Persepolis, a manifestation of great Iranian art, president says

October 15, 2021 - 18:18

TEHRAN - Iranian President Seyyed Ebrahim Raisi on Thursday said the UNESCO-registered Persepolis is an epitome of the great Persian art.

Persepolis displays the great artistic achievements of Iranians from past millennia, which are still remarkable and admirable after so many centuries, the president said.

He made the remarks during his visit to the prestigious site, which was once the ceremonial capital of the mighty Achaemenid Empire (c. 550 – 330 BC).

[The ruins of] Persepolis is also conveying a message to oppressors warning them of the fate of those who are cruel to humanity, he added.

The royal city of Persepolis ranks among the archaeological sites which have no equivalent, considering its unique architecture, urban planning, construction technology, and art.

Persepolis, also known as Takht-e Jamshid, whose magnificent ruins rest at the foot of Kuh-e Rahmat (Mountain of Mercy) is situated 60 kilometers northeast of the city of Shiraz in Fars province.

The city was burnt by Alexander the Great in 330 BC apparently as revenge to the Persians because it seems the Persian King Xerxes had burnt the Greek City of Athens around 150 years earlier.

The city’s immense terrace was begun about 518 BC by Darius the Great, the Achaemenid Empire’s king. On this terrace, successive kings erected a series of architecturally stunning palatial buildings, among them the massive Apadana palace and the Throne Hall (“Hundred-Column Hall”).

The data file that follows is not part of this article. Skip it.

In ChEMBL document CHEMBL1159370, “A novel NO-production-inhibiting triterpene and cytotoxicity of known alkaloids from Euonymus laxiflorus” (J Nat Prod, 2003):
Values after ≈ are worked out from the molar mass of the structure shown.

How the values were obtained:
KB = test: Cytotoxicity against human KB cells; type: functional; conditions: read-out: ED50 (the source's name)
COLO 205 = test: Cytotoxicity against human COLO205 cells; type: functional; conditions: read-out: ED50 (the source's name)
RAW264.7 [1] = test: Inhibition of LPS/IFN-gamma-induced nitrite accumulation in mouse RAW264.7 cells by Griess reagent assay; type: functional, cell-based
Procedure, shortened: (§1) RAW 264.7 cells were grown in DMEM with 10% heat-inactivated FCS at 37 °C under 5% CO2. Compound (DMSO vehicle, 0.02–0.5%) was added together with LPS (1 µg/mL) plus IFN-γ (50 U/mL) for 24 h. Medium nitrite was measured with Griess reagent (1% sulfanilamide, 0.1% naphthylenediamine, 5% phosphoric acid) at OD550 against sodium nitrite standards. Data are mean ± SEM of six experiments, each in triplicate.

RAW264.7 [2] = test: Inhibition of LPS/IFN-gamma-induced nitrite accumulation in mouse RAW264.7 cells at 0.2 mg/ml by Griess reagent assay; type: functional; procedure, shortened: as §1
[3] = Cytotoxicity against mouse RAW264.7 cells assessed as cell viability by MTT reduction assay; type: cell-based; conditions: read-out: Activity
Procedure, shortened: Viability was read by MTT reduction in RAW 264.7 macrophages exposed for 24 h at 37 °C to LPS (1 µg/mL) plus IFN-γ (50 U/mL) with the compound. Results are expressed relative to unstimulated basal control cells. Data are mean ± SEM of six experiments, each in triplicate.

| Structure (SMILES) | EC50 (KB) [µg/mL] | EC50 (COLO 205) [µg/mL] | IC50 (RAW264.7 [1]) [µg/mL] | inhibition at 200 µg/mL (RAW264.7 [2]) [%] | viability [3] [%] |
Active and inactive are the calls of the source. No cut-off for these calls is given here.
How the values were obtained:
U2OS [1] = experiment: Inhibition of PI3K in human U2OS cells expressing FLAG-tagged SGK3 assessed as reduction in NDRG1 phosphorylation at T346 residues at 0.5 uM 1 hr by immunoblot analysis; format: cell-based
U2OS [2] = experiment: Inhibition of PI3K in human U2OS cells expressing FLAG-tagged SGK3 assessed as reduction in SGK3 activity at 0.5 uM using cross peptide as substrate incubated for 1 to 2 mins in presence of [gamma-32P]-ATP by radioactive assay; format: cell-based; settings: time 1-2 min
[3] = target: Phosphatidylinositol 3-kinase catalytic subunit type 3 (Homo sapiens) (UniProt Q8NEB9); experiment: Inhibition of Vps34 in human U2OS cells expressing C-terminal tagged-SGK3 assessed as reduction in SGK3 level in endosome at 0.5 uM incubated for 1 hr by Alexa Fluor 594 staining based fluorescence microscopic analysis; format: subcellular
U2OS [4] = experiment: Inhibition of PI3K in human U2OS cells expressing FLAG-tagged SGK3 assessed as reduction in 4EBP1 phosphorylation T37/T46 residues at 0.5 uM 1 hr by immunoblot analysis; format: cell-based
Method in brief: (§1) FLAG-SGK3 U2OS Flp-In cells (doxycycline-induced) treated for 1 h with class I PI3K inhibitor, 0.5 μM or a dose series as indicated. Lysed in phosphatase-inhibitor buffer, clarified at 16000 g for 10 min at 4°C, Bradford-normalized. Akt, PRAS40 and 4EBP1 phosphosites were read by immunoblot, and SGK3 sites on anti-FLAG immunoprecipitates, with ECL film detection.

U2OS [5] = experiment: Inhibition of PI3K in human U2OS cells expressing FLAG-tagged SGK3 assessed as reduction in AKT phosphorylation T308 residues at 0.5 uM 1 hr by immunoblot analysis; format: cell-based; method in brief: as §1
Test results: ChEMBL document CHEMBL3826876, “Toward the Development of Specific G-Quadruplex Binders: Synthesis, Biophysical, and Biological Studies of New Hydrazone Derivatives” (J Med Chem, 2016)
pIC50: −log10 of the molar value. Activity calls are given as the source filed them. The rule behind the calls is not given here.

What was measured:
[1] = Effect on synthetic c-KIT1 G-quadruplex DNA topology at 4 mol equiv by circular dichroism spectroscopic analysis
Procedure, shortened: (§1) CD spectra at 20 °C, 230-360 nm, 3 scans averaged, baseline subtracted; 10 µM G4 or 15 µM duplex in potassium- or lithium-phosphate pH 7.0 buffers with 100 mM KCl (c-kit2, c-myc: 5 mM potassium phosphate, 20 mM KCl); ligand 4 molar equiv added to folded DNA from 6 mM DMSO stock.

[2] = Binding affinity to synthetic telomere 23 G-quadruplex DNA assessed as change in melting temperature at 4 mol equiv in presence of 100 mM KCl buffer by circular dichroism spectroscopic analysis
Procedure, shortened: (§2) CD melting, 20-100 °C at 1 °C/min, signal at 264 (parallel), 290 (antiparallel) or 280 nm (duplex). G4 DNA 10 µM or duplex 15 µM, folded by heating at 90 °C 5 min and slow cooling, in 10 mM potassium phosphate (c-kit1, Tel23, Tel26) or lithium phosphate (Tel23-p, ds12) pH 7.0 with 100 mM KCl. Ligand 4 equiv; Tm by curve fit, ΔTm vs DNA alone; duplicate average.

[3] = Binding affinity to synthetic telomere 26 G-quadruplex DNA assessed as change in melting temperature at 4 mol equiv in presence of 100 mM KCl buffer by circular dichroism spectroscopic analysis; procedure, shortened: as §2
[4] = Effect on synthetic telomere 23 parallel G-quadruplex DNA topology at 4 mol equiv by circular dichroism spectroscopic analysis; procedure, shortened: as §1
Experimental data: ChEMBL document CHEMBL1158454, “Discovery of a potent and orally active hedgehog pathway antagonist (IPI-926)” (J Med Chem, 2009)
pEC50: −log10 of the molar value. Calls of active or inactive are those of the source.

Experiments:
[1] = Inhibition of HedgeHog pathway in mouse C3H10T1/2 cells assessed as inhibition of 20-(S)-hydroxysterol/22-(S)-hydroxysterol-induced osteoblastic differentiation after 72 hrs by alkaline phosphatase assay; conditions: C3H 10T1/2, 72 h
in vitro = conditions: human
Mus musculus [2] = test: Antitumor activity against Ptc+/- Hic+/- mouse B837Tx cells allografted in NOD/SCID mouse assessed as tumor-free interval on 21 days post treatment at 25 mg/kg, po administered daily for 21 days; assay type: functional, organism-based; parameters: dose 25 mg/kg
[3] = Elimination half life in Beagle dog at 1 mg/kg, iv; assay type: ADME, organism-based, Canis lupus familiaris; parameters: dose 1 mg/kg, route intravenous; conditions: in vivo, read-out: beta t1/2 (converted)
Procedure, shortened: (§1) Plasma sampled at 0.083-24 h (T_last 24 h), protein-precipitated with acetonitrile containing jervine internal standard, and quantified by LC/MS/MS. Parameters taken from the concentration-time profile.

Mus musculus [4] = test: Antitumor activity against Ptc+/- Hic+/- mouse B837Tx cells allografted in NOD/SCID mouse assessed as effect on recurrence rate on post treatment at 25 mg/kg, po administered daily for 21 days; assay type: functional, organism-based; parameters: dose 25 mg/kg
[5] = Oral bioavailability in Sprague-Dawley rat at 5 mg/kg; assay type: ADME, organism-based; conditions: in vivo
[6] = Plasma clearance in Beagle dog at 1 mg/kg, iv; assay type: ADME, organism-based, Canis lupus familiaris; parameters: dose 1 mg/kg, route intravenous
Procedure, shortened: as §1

This 13-ha ensemble of majestic approaches, monumental stairways, throne rooms (Apadana), reception rooms, and dependencies is classified among the world’s greatest archaeological sites.

Persepolis was the seat of the government of the Achaemenid Empire, though it was designed primarily to be a showplace and spectacular center for the receptions and festivals of the kings and their empire.

The site is marked by a large terrace with its east side abutting the Kuh-e Rahmat (“Mount of Mercy”). The other three sides are formed by a retaining wall, varying in height with the slope of the ground from 13 to 41 feet (4 to 12 meters); on the west side, a magnificent double stair in two flights of 111 short stone steps leads to the top. On the terrace are the ruins of several colossal buildings, all constructed of a dark gray stone (often polished to a marble-like surface) from the adjacent mountain.

According to Britannica, the stone was cut with the utmost precision into blocks of great size, which were laid without mortar; many of them are still in place. Especially striking are the huge columns, 13 of which still stand in the audience hall of Darius I (the Great; reigned 522–486 BC), known as the Apadana, the name given to a similar hall built by Darius at Susa. There are two more columns still standing in the entrance hall of the Gate of Xerxes, and a third has been assembled there from its broken pieces.

In 1933 two sets of gold and silver plates recording in the three forms of cuneiform—ancient Persian, Elamite, and Babylonian—the boundaries of the Persian empire were discovered in the foundations of Darius’s hall of audience. Several inscriptions, cut in stone, of Darius I, Xerxes I, and Artaxerxes III indicate to which monarch the various buildings were attributed.

ABU/AFM

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